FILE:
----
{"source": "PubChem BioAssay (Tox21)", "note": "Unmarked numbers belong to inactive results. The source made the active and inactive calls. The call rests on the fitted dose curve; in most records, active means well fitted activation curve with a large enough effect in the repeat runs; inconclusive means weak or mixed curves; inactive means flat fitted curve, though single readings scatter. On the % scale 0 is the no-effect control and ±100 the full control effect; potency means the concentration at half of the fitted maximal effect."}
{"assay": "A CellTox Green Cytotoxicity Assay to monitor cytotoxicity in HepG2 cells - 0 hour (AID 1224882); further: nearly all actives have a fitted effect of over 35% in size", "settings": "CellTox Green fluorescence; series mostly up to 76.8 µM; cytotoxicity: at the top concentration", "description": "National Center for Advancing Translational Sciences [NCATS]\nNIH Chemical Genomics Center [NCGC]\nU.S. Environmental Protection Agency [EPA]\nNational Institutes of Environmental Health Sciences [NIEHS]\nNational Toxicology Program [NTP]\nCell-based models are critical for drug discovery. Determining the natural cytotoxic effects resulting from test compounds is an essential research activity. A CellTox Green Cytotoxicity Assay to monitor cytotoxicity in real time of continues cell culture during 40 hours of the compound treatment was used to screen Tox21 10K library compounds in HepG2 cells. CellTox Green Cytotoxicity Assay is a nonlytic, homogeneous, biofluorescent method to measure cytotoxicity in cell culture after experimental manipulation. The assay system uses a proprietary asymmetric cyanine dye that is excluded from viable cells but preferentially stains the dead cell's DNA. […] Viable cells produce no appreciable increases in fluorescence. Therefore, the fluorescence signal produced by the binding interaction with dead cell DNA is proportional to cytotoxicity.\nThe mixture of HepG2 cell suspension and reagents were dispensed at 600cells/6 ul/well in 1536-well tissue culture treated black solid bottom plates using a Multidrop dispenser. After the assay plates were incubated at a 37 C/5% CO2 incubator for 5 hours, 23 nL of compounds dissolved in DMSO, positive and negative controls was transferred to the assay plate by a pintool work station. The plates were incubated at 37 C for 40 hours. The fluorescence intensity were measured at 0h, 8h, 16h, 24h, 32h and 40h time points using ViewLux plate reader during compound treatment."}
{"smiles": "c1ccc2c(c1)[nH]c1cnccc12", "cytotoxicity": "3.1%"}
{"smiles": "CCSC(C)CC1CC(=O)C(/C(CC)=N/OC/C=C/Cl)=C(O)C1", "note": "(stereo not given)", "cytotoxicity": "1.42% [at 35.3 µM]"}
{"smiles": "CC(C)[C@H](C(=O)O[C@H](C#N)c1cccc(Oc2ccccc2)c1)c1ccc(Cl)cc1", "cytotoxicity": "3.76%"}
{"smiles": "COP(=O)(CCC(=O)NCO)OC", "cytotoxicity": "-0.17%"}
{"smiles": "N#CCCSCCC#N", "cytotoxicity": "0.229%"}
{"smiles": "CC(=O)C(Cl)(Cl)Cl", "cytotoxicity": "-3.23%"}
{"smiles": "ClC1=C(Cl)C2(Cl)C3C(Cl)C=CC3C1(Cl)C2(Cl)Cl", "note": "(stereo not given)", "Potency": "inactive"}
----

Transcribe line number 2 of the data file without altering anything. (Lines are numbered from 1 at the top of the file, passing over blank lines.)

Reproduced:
{"assay": "A CellTox Green Cytotoxicity Assay to monitor cytotoxicity in HepG2 cells - 0 hour (AID 1224882); further: nearly all actives have a fitted effect of over 35% in size", "settings": "CellTox Green fluorescence; series mostly up to 76.8 µM; cytotoxicity: at the top concentration", "description": "National Center for Advancing Translational Sciences [NCATS]\nNIH Chemical Genomics Center [NCGC]\nU.S. Environmental Protection Agency [EPA]\nNational Institutes of Environmental Health Sciences [NIEHS]\nNational Toxicology Program [NTP]\nCell-based models are critical for drug discovery. Determining the natural cytotoxic effects resulting from test compounds is an essential research activity. A CellTox Green Cytotoxicity Assay to monitor cytotoxicity in real time of continues cell culture during 40 hours of the compound treatment was used to screen Tox21 10K library compounds in HepG2 cells. CellTox Green Cytotoxicity Assay is a nonlytic, homogeneous, biofluorescent method to measure cytotoxicity in cell culture after experimental manipulation. The assay system uses a proprietary asymmetric cyanine dye that is excluded from viable cells but preferentially stains the dead cell's DNA. […] Viable cells produce no appreciable increases in fluorescence. Therefore, the fluorescence signal produced by the binding interaction with dead cell DNA is proportional to cytotoxicity.\nThe mixture of HepG2 cell suspension and reagents were dispensed at 600cells/6 ul/well in 1536-well tissue culture treated black solid bottom plates using a Multidrop dispenser. After the assay plates were incubated at a 37 C/5% CO2 incubator for 5 hours, 23 nL of compounds dissolved in DMSO, positive and negative controls was transferred to the assay plate by a pintool work station. The plates were incubated at 37 C for 40 hours. The fluorescence intensity were measured at 0h, 8h, 16h, 24h, 32h and 40h time points using ViewLux plate reader during compound treatment."}